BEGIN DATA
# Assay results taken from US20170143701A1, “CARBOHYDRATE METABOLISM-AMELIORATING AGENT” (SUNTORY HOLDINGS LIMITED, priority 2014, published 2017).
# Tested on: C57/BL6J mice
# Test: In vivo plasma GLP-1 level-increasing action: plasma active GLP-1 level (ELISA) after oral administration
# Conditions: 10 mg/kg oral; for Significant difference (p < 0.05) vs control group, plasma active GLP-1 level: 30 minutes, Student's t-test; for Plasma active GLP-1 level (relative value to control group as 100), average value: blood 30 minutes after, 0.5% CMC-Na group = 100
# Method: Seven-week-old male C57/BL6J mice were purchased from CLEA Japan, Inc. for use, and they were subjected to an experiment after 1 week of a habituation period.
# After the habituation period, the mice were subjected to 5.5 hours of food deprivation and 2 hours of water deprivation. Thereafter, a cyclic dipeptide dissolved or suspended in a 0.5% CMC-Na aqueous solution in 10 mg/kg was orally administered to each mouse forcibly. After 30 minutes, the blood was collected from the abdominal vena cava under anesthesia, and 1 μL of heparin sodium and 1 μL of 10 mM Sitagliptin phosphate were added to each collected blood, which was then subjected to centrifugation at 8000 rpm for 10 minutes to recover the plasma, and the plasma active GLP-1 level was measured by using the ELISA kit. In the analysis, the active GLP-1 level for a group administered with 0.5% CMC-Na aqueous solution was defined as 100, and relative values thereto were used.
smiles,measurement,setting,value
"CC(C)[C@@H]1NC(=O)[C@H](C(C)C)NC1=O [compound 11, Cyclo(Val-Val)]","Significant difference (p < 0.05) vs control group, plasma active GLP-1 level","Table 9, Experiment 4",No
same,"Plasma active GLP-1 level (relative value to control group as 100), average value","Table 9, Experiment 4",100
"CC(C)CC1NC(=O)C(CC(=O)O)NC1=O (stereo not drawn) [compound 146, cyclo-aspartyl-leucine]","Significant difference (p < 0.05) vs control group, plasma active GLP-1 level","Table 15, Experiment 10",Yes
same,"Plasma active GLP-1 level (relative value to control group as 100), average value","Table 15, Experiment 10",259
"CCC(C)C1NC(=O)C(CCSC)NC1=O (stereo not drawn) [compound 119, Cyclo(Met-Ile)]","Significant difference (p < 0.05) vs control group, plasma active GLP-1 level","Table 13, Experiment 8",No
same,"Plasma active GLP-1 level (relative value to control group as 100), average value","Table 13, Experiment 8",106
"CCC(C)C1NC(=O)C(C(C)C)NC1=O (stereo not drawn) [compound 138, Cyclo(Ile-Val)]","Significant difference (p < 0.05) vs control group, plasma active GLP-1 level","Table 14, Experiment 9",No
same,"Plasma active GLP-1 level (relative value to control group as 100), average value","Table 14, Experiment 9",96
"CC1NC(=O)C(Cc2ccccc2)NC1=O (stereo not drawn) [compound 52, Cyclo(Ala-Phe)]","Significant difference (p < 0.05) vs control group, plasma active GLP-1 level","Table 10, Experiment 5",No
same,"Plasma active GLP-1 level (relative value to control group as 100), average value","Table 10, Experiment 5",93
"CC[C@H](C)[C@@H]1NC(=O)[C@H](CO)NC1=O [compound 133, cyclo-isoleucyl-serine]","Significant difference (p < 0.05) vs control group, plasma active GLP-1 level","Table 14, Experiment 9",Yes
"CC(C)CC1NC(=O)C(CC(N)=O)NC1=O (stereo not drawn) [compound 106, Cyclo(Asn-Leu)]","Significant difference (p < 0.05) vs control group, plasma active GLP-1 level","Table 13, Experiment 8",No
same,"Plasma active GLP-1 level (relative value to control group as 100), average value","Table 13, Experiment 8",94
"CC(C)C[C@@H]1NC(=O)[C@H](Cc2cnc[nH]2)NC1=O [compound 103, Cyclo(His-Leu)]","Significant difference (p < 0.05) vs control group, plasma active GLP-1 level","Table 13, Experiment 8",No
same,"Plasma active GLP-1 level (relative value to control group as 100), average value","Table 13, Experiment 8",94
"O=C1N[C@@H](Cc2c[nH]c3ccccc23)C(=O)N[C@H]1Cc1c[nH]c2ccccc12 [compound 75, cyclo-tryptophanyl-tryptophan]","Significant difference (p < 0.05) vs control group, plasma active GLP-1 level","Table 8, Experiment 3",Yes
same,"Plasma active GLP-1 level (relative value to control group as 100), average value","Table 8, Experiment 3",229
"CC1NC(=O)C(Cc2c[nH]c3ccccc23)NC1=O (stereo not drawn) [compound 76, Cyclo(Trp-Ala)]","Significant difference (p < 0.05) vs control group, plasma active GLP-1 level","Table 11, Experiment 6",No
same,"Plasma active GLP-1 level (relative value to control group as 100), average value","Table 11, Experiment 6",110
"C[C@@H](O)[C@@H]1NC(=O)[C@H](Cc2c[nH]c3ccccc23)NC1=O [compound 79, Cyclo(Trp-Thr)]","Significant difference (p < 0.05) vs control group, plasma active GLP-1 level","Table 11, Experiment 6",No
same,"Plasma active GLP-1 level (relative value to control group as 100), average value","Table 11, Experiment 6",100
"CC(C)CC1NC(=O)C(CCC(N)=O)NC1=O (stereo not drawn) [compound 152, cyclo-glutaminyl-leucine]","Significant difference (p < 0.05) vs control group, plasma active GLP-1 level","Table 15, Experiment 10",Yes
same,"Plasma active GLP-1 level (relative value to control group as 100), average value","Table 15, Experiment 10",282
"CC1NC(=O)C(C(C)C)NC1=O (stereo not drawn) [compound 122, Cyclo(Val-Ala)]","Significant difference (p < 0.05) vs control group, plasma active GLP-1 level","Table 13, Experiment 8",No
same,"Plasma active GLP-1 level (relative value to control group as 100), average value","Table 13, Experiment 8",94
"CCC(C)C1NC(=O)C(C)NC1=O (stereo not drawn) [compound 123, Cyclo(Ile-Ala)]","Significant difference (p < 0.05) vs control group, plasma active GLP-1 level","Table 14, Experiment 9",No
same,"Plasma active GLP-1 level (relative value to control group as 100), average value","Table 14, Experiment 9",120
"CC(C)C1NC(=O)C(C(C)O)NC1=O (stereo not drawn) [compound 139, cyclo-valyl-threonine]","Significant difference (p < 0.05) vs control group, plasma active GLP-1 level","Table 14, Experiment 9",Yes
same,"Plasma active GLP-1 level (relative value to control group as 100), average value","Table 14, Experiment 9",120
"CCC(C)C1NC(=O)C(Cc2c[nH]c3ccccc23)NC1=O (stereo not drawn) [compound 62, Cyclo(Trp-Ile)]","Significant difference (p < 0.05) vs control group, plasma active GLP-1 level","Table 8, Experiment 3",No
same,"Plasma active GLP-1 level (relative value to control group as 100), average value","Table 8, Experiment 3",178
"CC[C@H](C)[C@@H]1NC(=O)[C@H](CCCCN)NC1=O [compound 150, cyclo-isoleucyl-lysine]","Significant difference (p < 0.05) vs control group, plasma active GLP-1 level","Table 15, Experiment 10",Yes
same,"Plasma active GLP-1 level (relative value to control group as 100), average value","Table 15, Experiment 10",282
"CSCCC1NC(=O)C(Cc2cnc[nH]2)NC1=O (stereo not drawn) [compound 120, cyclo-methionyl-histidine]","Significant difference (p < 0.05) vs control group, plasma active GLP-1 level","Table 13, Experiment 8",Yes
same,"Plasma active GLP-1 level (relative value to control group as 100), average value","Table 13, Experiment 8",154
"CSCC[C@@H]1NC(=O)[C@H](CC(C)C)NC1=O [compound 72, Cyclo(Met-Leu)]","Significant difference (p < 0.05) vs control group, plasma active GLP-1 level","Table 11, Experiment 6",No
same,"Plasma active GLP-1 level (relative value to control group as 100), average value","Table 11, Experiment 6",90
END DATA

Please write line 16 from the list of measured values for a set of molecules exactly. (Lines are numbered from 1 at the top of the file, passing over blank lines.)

"CC1NC(=O)C(Cc2ccccc2)NC1=O (stereo not drawn) [compound 52, Cyclo(Ala-Phe)]","Significant difference (p < 0.05) vs control group, plasma active GLP-1 level","Table 10, Experiment 5",No